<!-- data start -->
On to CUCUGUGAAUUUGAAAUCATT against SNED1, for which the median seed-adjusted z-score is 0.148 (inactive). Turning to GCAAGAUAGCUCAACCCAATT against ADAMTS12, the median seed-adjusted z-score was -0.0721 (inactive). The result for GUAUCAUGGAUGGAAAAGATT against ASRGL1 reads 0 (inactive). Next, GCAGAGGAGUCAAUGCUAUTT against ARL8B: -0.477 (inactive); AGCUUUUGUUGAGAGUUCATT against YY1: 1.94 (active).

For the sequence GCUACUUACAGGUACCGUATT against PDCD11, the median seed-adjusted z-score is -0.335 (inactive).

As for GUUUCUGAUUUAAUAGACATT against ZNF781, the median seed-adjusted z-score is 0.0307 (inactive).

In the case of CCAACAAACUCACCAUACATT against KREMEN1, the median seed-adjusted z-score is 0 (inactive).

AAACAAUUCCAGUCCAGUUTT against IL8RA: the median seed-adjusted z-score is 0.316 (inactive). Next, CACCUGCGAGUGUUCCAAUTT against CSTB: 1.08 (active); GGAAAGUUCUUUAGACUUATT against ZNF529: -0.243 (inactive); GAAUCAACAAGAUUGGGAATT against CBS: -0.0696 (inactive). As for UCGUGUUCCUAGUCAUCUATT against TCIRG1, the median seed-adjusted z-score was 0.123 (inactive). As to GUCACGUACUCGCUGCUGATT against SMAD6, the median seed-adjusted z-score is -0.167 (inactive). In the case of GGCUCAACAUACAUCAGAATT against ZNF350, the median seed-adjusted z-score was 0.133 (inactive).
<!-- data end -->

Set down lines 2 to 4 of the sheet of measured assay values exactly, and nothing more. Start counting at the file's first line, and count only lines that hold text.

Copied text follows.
For the sequence GCUACUUACAGGUACCGUATT against PDCD11, the median seed-adjusted z-score is -0.335 (inactive).

As for GUUUCUGAUUUAAUAGACATT against ZNF781, the median seed-adjusted z-score is 0.0307 (inactive).

In the case of CCAACAAACUCACCAUACATT against KREMEN1, the median seed-adjusted z-score is 0 (inactive).